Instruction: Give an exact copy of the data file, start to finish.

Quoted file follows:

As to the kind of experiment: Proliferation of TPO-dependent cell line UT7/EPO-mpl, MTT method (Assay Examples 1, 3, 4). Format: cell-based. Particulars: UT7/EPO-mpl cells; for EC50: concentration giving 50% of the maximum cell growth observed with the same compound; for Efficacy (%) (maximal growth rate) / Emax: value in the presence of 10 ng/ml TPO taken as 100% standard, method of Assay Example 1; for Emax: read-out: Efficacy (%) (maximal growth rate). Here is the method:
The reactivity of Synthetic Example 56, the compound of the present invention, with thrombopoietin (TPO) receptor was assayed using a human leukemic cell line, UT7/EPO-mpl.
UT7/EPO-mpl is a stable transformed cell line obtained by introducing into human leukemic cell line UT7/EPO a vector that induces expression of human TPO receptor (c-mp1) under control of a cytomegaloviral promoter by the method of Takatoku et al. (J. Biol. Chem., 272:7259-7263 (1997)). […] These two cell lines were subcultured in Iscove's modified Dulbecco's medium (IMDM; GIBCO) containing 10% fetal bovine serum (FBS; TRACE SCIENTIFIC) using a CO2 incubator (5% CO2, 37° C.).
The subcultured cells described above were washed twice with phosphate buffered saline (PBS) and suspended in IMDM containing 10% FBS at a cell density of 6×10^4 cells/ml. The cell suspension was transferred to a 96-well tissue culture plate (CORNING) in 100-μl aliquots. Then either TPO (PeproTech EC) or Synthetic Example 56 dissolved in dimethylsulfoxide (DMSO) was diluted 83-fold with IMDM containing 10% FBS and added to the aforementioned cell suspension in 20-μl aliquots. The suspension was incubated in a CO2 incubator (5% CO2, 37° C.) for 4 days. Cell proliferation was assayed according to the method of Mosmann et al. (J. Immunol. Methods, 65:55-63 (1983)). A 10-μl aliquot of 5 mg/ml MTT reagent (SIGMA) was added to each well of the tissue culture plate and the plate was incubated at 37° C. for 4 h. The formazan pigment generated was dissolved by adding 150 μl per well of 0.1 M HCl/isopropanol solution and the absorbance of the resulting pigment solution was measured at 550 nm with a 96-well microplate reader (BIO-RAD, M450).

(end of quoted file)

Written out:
As to the kind of experiment: Proliferation of TPO-dependent cell line UT7/EPO-mpl, MTT method (Assay Examples 1, 3, 4). Format: cell-based. Particulars: UT7/EPO-mpl cells; for EC50: concentration giving 50% of the maximum cell growth observed with the same compound; for Efficacy (%) (maximal growth rate) / Emax: value in the presence of 10 ng/ml TPO taken as 100% standard, method of Assay Example 1; for Emax: read-out: Efficacy (%) (maximal growth rate). Here is the method:
The reactivity of Synthetic Example 56, the compound of the present invention, with thrombopoietin (TPO) receptor was assayed using a human leukemic cell line, UT7/EPO-mpl.
UT7/EPO-mpl is a stable transformed cell line obtained by introducing into human leukemic cell line UT7/EPO a vector that induces expression of human TPO receptor (c-mp1) under control of a cytomegaloviral promoter by the method of Takatoku et al. (J. Biol. Chem., 272:7259-7263 (1997)). […] These two cell lines were subcultured in Iscove's modified Dulbecco's medium (IMDM; GIBCO) containing 10% fetal bovine serum (FBS; TRACE SCIENTIFIC) using a CO2 incubator (5% CO2, 37° C.).
The subcultured cells described above were washed twice with phosphate buffered saline (PBS) and suspended in IMDM containing 10% FBS at a cell density of 6×10^4 cells/ml. The cell suspension was transferred to a 96-well tissue culture plate (CORNING) in 100-μl aliquots. Then either TPO (PeproTech EC) or Synthetic Example 56 dissolved in dimethylsulfoxide (DMSO) was diluted 83-fold with IMDM containing 10% FBS and added to the aforementioned cell suspension in 20-μl aliquots. The suspension was incubated in a CO2 incubator (5% CO2, 37° C.) for 4 days. Cell proliferation was assayed according to the method of Mosmann et al. (J. Immunol. Methods, 65:55-63 (1983)). A 10-μl aliquot of 5 mg/ml MTT reagent (SIGMA) was added to each well of the tissue culture plate and the plate was incubated at 37° C. for 4 h. The formazan pigment generated was dissolved by adding 150 μl per well of 0.1 M HCl/isopropanol solution and the absorbance of the resulting pigment solution was measured at 550 nm with a 96-well microplate reader (BIO-RAD, M450).